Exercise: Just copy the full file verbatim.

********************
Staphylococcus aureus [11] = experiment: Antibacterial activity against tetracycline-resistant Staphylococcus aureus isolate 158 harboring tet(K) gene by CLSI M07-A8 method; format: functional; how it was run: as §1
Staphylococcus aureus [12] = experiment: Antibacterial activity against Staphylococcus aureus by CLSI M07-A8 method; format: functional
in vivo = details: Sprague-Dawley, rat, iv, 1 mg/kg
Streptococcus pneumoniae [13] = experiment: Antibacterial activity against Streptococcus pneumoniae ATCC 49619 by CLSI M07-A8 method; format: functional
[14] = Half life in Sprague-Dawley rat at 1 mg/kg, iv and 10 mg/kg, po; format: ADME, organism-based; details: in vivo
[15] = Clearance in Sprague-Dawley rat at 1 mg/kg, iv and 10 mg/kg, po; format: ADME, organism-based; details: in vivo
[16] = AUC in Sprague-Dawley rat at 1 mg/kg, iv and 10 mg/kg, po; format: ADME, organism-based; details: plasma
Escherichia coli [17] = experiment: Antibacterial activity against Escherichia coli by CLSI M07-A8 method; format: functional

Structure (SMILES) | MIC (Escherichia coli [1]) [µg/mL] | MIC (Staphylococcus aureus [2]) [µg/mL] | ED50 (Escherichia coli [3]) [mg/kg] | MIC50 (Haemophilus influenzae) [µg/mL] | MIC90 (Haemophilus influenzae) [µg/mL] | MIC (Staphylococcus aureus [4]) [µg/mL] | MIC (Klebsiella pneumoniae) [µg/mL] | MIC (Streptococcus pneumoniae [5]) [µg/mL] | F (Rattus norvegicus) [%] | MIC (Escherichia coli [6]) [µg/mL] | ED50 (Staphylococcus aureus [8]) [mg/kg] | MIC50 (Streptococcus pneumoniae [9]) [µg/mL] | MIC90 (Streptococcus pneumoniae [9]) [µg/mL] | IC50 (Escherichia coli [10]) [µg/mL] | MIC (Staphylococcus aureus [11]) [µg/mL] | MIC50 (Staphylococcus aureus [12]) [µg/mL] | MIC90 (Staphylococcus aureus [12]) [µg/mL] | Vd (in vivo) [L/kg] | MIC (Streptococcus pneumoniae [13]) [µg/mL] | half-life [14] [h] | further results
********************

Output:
Staphylococcus aureus [11] = experiment: Antibacterial activity against tetracycline-resistant Staphylococcus aureus isolate 158 harboring tet(K) gene by CLSI M07-A8 method; format: functional; how it was run: as §1
Staphylococcus aureus [12] = experiment: Antibacterial activity against Staphylococcus aureus by CLSI M07-A8 method; format: functional
in vivo = details: Sprague-Dawley, rat, iv, 1 mg/kg
Streptococcus pneumoniae [13] = experiment: Antibacterial activity against Streptococcus pneumoniae ATCC 49619 by CLSI M07-A8 method; format: functional
[14] = Half life in Sprague-Dawley rat at 1 mg/kg, iv and 10 mg/kg, po; format: ADME, organism-based; details: in vivo
[15] = Clearance in Sprague-Dawley rat at 1 mg/kg, iv and 10 mg/kg, po; format: ADME, organism-based; details: in vivo
[16] = AUC in Sprague-Dawley rat at 1 mg/kg, iv and 10 mg/kg, po; format: ADME, organism-based; details: plasma
Escherichia coli [17] = experiment: Antibacterial activity against Escherichia coli by CLSI M07-A8 method; format: functional

Structure (SMILES) | MIC (Escherichia coli [1]) [µg/mL] | MIC (Staphylococcus aureus [2]) [µg/mL] | ED50 (Escherichia coli [3]) [mg/kg] | MIC50 (Haemophilus influenzae) [µg/mL] | MIC90 (Haemophilus influenzae) [µg/mL] | MIC (Staphylococcus aureus [4]) [µg/mL] | MIC (Klebsiella pneumoniae) [µg/mL] | MIC (Streptococcus pneumoniae [5]) [µg/mL] | F (Rattus norvegicus) [%] | MIC (Escherichia coli [6]) [µg/mL] | ED50 (Staphylococcus aureus [8]) [mg/kg] | MIC50 (Streptococcus pneumoniae [9]) [µg/mL] | MIC90 (Streptococcus pneumoniae [9]) [µg/mL] | IC50 (Escherichia coli [10]) [µg/mL] | MIC (Staphylococcus aureus [11]) [µg/mL] | MIC50 (Staphylococcus aureus [12]) [µg/mL] | MIC90 (Staphylococcus aureus [12]) [µg/mL] | Vd (in vivo) [L/kg] | MIC (Streptococcus pneumoniae [13]) [µg/mL] | half-life [14] [h] | further results